THE REMARKABLE MOE BERG (COMMENT). I was honored that Russell Seitz commented on this post on some of Moe Berg’s accomplishments. Annalisa advised me that that post was a little unclear. To clarify, the man who said that “Physicists do not kill physicists” was a physicist, and he was the head of a group of physicists who were tracking the Nazi nuclear effort. Moe Berg was not a professional physicist. Berg’s profession was baseball, and he loved it. This wikipedia article quotes Berg as saying: “”I’d rather be a ballplayer than a justice on the U.S. Supreme Court.” (The reference to the Supreme Court was meaningful. Berg had a law degree from Columbia and practiced law with a Wall Street firm). Kids, my father spoke fondly of Moe Berg at our dinner table, because baseball fans were proud of him and perhaps because he had played five years for the White Sox. The wikipedia article informed me that Berg was the subject of the most famous scouting report in baseball history, a telegram reading “Good field, no hit.” Russell Seitz in his comment calls attention to the fact that Berg’s technical expertise enabled him to spy on Japanese military production while he was touring Japan with other baseball players in the thirties (wikipedia notes that he addressed the Japanese legislature in Japanese while there). Russell Seitz points out that Berg “hung around with physicists at Columbia and [Princeton] during the 20’s and 30’s.” And so Moe Berg knew enough of advanced physics and the practicalities of making a nuclear bomb that the OSS turned to him to attend Werner Heisenberg’s lecture and decide whether to kill him.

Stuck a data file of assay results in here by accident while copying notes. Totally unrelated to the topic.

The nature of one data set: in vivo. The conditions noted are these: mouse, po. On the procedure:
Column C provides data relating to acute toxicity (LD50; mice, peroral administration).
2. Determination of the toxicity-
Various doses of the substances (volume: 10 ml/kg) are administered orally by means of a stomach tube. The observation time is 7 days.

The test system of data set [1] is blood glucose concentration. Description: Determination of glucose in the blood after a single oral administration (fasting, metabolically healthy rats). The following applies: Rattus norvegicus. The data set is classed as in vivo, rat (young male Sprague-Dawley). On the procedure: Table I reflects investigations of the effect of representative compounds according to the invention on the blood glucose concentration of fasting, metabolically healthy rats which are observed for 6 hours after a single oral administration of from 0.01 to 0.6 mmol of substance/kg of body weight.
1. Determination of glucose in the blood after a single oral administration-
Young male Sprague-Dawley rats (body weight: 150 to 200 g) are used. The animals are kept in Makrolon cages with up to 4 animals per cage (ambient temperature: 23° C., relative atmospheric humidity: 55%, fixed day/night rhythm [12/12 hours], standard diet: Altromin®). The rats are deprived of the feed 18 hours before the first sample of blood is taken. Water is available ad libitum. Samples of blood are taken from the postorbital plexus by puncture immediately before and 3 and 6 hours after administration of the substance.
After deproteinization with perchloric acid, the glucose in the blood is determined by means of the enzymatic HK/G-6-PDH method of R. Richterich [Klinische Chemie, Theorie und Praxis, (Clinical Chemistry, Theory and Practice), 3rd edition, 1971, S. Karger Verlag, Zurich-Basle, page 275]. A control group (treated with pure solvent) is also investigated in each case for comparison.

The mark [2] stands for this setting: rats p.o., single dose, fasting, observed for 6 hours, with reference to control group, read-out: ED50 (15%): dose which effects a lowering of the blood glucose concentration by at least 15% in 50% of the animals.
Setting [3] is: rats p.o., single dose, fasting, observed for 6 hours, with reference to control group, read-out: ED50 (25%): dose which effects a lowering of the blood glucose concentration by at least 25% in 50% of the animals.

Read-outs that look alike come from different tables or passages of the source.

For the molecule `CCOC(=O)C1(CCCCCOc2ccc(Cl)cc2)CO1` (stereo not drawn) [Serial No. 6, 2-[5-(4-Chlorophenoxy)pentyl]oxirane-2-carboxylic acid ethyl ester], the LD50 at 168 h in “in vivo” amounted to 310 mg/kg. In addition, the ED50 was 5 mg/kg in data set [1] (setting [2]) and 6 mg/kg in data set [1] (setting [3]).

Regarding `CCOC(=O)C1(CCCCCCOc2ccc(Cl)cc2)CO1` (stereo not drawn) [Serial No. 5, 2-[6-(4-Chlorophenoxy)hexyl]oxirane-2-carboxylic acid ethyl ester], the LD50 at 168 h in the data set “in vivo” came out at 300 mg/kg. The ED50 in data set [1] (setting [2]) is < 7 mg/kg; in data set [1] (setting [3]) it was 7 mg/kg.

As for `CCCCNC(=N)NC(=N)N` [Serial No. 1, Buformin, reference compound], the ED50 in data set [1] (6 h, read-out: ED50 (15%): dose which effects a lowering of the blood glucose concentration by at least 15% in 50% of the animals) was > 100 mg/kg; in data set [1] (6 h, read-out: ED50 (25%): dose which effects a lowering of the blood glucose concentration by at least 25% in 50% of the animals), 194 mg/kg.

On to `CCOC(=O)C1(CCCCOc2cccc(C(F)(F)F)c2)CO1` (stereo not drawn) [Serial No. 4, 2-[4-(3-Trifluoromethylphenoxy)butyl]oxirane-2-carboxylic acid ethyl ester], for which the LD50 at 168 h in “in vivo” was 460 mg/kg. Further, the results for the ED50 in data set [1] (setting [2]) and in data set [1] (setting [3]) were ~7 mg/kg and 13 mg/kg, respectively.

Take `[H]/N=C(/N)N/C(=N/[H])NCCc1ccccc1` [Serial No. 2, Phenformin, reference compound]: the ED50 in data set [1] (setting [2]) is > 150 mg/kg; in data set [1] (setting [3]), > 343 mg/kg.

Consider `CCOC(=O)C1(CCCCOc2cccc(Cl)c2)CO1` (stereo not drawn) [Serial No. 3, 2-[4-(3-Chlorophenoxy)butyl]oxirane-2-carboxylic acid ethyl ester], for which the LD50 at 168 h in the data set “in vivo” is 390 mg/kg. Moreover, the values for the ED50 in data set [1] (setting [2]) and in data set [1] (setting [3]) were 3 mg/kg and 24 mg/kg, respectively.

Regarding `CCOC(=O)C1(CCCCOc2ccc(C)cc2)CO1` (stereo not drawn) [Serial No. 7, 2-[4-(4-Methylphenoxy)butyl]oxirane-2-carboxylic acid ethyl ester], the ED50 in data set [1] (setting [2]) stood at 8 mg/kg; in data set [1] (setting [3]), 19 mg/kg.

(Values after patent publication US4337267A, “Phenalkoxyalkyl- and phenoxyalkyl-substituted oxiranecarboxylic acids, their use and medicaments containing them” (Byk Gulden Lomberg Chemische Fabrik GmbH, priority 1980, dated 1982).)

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  1. Russell says:

    I’m happy to report that I’ve had a nice note from Dorothee Heisenberg, to whom I wrote apologizing for the The Economist’s rough edit of my letter there, to which she responded in this weeks issue.

    In one of the sentences The Economist cut , I said was sincerely relieved that Berg left her grandfather unperforated . I mean that both as a physicist and a baseball fan, since , in accordance with the precepts of armed neutrality, folks at the ETH in Zurich probably had plenty of government issue firearms about the place , and Moe might have faced an interesting response to pulling his gun in the lecture hall.

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